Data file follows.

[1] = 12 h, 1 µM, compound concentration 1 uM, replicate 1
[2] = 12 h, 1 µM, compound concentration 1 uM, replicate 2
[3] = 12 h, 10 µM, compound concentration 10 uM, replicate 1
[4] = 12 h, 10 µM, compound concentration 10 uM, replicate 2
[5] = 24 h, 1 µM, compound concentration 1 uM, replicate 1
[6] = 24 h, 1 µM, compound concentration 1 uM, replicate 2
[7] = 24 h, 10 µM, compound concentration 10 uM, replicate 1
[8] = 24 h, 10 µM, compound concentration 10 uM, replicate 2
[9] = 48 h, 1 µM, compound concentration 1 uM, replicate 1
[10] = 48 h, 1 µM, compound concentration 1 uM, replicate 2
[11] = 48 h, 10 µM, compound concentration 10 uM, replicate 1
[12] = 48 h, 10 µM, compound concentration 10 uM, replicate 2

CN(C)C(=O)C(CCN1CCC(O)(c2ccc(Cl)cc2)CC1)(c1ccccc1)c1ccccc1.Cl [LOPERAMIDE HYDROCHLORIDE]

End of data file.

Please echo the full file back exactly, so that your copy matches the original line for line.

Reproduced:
[1] = 12 h, 1 µM, compound concentration 1 uM, replicate 1
[2] = 12 h, 1 µM, compound concentration 1 uM, replicate 2
[3] = 12 h, 10 µM, compound concentration 10 uM, replicate 1
[4] = 12 h, 10 µM, compound concentration 10 uM, replicate 2
[5] = 24 h, 1 µM, compound concentration 1 uM, replicate 1
[6] = 24 h, 1 µM, compound concentration 1 uM, replicate 2
[7] = 24 h, 10 µM, compound concentration 10 uM, replicate 1
[8] = 24 h, 10 µM, compound concentration 10 uM, replicate 2
[9] = 48 h, 1 µM, compound concentration 1 uM, replicate 1
[10] = 48 h, 1 µM, compound concentration 1 uM, replicate 2
[11] = 48 h, 10 µM, compound concentration 10 uM, replicate 1
[12] = 48 h, 10 µM, compound concentration 10 uM, replicate 2

CN(C)C(=O)C(CCN1CCC(O)(c2ccc(Cl)cc2)CC1)(c1ccccc1)c1ccccc1.Cl [LOPERAMIDE HYDROCHLORIDE]